How in Homophobic China, focusing on LGBT people helps to make moneyBy Pictolic https://pictolic.com/en/article/how-in-homophobic-china-focusing-on-lgbt-people-helps-to-make-money
In ancient times, homosexuality was perceived neutrally in China, simply stating the fact that there are such people and everyone cannot be like each other. But in communist China, sexual minorities began to be treated with open hostility. Until recently, homosexual relations were a criminal offense, and any propaganda of same-sex relationships in The Celestial Empire is still banned. However, there are gays and lesbians in China and they cannot be ignored, especially if you are engaged in serious business.
Perhaps the population of China is somewhat exaggerated, but, nevertheless, there are a lot of Chinese in the world. Accordingly, there are many among them who have special sexual preferences. The purchasing power of tens of millions of non-traditional Chinese is estimated by experts at $ 300 billion. Agree that this figure is worth considering.
Until 1997, homosexuality in China was treated as a socially dangerous mental disorder, and for sex between same-sex partners could be put behind bars. The situation gradually improved, but the LGBT community has not yet seen a complete warming.
Propaganda of homosexuality on the Internet falls under the law prohibiting the demonstration of "pathological sexual behavior". Oddly enough, the demonstration of scenes of violence and a "luxurious lifestyle" falls under the same law.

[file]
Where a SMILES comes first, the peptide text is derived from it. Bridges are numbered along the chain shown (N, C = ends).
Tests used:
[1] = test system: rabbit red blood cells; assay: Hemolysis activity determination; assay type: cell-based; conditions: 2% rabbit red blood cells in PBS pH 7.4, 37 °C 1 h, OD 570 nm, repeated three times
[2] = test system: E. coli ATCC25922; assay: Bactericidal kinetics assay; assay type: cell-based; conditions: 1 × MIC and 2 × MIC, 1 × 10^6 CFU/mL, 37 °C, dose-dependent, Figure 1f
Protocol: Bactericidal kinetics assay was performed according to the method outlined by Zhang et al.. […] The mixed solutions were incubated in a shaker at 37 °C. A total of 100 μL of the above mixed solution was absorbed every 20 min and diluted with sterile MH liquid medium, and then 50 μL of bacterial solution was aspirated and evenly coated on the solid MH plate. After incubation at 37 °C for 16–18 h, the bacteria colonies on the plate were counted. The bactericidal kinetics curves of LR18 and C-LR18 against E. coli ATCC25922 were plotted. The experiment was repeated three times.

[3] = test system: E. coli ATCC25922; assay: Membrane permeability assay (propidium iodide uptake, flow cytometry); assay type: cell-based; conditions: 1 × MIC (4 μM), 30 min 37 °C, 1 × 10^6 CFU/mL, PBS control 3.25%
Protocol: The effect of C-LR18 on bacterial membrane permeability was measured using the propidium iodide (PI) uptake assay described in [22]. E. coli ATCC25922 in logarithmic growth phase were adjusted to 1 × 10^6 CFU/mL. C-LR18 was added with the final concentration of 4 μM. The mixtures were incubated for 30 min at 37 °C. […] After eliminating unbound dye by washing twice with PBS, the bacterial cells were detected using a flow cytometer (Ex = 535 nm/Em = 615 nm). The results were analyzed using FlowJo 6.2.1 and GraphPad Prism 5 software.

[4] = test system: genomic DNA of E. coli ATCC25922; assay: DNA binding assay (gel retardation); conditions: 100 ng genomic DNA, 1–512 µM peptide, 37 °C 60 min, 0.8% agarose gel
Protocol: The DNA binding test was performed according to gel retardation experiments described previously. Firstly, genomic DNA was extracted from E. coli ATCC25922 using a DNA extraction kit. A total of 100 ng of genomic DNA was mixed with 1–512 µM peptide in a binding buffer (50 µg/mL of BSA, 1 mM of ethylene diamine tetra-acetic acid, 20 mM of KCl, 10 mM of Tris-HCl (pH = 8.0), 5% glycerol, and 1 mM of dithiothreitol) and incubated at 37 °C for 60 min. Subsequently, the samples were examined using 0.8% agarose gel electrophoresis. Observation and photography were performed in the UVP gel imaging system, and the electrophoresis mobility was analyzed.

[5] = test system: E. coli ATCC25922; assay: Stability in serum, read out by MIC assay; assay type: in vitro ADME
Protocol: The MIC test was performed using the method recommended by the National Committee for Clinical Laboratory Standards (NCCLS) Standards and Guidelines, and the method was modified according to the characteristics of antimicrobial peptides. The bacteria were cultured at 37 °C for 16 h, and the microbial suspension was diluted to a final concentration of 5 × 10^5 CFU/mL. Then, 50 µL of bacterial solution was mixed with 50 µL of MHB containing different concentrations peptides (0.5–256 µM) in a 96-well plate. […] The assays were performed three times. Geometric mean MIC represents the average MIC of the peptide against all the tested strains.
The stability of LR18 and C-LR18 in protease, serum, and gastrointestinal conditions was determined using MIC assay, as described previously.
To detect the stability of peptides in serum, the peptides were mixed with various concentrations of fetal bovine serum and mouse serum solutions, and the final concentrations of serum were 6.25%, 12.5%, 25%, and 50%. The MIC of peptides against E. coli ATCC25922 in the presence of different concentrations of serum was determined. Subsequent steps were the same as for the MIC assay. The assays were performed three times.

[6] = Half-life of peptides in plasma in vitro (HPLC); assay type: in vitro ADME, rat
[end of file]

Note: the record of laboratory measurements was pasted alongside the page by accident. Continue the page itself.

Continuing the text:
Coincidentally or not, he was accepted just four months after same-sex marriages were allowed in Taiwan, which China considers its occupied territory. At the same time, very close by, in mainland China, according to the international organization Human Rights Watch, attempts were made in 2017 to medically treat homosexuality.
Despite this, business is not particularly cautious and openly flirts with LGBT people, not wanting to lose a huge consumer audience. 70 million homosexuals is the official figure, which may well be 30-50% higher.
The Chinese LGBT community is very sensitive about their rights and attitudes in society. A study conducted in 2016 by the Chinese organization WorkForLGBT showed that 50% of men and 62% of women of non-traditional sexual orientation, choosing a particular product, pay attention to how its manufacturer treats sexual minorities.